“Enter through the narrow gate, because the gate is wide and the way is spacious that leads to destruction, and there are many who enter through it. 14 But the gate is narrow and the way is difficult that leads to life, and there are few who find it.”
Note: any Bible reference containing only a chapter number and verse number is understood to be in the Gospel of Matthew.
The lure of the easy life
When I was in school, some people liked the easy way, so they cheated. Can you guess how much they learned? Jesus offers to all a choice of the easy way or the hard. What will each of us choose, and why?
Jesus concluded his description of kingdom-discipleship with the Golden Rule (7:12). What follows, starting in Matt. 7:13–14, is the conclusion of the Sermon on the Mount. The ending falls into four sections skillfully described by R.T. France, who uses the idea that insiders are believers and outsiders are not:
The resultant four sections therefore press increasingly closer to home: the first is a simple contrast between saved and lost [7:13–14], the second concerns outsiders who merely pretend to be insiders [7:15–20], the third looks at those who think they are insiders but are not [7:21–23], and the fourth draws a line within the group of insiders (who hear Jesus’ words) between those who respond and those who do not [7:24–27].
According to this analysis, today’s passage is the first scene and presents a simple contrast between the saved and the lost. Sadly, Jesus says the saved are few and the lost are many. On the basis of such verses, some interpreters teach that only a few members of humanity throughout the ages will end up in heaven. That assumption may be true, or it may not be. In my opinion, Jesus was speaking of his own time about the Jewish nation.
Craig Keener points out that most first-century Jews thought they were saved by the simple fact that they descended from Abraham, but Jesus was letting them know that their assumption was flatly wrong! Those who actually listened to Jesus’ words would have assumed that the few (7:14) and the many (7:13) were references to the Jewish people of that time. Jesus gave them no reason to think otherwise.
Simple observation will show you that Jesus gives only one command in these verses: “Enter through the narrow gate” (7:13a). All the rest of the material (7:13b–14) explains why. When you think about it, you will realize that Jesus is speaking to people who have each trekked to the countryside of Galilee to find him. They have already taken trouble to hear him, and now he challenges them to prepare for even more. Will they take the narrow gate and the difficult road with Jesus, or will they return to the easier path, the unrestricted gate used by the many?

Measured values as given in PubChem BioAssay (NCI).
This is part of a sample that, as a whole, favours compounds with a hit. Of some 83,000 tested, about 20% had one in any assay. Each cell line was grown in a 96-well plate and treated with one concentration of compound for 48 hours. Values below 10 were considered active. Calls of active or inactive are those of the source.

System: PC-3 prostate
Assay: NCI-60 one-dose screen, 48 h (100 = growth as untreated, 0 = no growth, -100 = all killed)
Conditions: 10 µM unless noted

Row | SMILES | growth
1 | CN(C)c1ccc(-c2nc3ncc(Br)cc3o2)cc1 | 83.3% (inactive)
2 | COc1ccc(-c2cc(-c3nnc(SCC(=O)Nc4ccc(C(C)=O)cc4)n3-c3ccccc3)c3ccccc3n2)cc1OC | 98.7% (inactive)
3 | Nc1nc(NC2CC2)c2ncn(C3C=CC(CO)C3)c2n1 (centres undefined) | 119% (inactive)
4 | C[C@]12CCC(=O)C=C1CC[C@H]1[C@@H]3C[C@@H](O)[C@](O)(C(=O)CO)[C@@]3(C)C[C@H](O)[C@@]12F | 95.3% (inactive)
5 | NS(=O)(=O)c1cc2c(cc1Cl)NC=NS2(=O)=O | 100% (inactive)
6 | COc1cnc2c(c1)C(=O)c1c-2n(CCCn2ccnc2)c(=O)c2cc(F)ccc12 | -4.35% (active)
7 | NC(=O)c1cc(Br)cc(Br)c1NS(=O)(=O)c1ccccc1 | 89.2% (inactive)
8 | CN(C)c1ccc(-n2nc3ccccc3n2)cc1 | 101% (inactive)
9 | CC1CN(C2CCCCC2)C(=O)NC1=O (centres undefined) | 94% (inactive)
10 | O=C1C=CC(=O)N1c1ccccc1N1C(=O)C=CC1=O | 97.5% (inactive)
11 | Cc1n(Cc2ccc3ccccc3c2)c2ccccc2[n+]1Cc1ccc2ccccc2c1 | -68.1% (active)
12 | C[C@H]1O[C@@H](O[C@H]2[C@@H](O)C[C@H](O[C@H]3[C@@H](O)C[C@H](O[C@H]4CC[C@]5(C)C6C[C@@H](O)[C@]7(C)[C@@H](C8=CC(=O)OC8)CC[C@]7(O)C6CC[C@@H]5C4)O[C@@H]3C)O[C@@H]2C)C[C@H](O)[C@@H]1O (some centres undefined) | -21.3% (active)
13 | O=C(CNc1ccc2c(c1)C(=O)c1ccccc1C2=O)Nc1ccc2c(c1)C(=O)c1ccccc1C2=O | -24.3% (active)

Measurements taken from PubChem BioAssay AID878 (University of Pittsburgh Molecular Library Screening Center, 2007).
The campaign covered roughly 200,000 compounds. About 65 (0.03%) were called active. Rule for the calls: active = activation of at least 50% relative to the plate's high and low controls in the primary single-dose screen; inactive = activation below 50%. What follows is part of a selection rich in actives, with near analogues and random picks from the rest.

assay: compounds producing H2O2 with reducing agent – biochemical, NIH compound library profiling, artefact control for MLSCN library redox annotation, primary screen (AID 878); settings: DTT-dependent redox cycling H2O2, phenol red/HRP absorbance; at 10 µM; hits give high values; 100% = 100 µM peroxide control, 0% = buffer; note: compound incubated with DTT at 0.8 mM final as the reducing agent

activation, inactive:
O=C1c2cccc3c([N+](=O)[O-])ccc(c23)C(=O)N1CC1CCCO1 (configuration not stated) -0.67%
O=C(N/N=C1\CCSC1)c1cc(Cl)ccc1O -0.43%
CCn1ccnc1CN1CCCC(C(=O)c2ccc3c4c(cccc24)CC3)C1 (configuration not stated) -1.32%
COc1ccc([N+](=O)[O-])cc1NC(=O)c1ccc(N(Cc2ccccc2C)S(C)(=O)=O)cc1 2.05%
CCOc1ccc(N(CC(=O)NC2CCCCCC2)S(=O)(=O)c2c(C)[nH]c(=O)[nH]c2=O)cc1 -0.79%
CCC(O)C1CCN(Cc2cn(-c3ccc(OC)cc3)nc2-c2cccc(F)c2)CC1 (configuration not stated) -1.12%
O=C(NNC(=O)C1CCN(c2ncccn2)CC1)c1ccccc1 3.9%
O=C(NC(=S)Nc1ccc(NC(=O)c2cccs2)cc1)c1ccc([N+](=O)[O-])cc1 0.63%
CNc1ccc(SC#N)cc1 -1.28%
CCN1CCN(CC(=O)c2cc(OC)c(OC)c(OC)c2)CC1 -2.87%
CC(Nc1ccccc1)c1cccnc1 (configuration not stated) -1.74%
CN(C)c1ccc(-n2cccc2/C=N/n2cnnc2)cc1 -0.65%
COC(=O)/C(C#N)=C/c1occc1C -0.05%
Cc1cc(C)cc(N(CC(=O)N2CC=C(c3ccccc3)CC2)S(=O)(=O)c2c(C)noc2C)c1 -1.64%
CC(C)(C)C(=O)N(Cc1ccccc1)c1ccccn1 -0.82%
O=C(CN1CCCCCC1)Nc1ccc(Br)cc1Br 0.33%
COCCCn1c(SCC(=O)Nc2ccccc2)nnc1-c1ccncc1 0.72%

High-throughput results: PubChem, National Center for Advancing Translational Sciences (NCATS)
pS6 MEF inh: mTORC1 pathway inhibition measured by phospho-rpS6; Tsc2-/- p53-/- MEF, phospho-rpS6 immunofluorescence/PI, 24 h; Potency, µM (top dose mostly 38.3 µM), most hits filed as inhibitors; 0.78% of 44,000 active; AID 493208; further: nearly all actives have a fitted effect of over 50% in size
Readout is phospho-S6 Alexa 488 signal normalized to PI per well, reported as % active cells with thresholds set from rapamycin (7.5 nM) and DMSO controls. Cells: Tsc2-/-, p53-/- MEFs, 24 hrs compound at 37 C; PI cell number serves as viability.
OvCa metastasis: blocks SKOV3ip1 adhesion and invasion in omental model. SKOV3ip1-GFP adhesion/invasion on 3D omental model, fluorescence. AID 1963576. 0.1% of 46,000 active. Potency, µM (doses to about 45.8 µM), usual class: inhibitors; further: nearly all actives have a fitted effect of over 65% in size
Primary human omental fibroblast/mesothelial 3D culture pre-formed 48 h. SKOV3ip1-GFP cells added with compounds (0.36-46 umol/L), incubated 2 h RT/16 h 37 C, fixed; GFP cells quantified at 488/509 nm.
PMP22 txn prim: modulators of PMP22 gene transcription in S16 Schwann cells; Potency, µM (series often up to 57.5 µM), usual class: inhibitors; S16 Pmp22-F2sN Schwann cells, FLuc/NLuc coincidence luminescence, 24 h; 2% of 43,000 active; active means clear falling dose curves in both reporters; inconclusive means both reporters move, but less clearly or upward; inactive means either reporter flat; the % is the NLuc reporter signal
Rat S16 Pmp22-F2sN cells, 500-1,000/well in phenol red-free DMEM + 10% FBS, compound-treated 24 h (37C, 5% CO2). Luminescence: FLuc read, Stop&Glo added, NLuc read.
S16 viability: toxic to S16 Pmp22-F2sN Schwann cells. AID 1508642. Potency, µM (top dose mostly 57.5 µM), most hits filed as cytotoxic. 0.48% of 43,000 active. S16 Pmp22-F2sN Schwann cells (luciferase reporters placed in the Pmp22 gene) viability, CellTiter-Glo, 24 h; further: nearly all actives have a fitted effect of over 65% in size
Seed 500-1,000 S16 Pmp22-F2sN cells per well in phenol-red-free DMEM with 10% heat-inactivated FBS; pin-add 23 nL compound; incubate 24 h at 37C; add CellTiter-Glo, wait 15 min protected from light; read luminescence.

Presumably, those taking the wide, easy road do not know where it leads. Jesus clearly states that it leads to destruction (7:13). That is a metaphorical description of God’s eternal condemnation. On the other hand, the narrow gate leads to a narrow, constricted road (7:14), making it less popular and certainly filled with danger. But the few who find the narrow road are rewarded by arriving at life (7:14).
Jesus understands the struggles faced by the faithful, and he does not leave them to face danger alone. That God approves of the faithful few is plain, because they are rewarded with eternal life!
Never forget that Jesus understands the hardship of the difficult road. The author of Hebrews tells us this about Jesus: “Although he was a son, he learned obedience through the things he suffered” (Heb. 5:8). Jesus is our gracious and tested high priest. “For we do not have a high priest incapable of sympathizing with our weaknesses, but one who has been tempted in every way just as we are, yet without sin. Therefore let us confidently approach the throne of grace to receive mercy and find grace whenever we need help.” (Heb. 4:15–16).
The harder life
Certainly it is easy to think that our contemporary society satisfies the same description Jesus gave to the first-century Jews; many are rejecting the narrow road, if they even think about it at all.
Yet Tim Keller, a well-known thinker and pastor, has established a huge evangelical church in Manhattan. People are still seeking Jesus! Keller says: “We have neither the Western Christendom of the past nor the secular, religionless society that was predicted for the future.”
The narrow gate still stands, and the difficult road remains open for those following Jesus. The reward of living with God is worth the struggle.
Copyright © 2011 by Barry Applewhite. All rights reserved worldwide. Derived from material created for Christ Fellowship, McKinney, Texas. Used by permission.
 R.T. France, The Gospel of Matthew, The New International Commentary on the New Testament (Grand Rapids: William B. Eerdmans Publishing Company, 2007) 286-287.
 Keener, Matthew, 250.
 Tim Keller, The Reason for God (New York: Dutton, 2008) xv.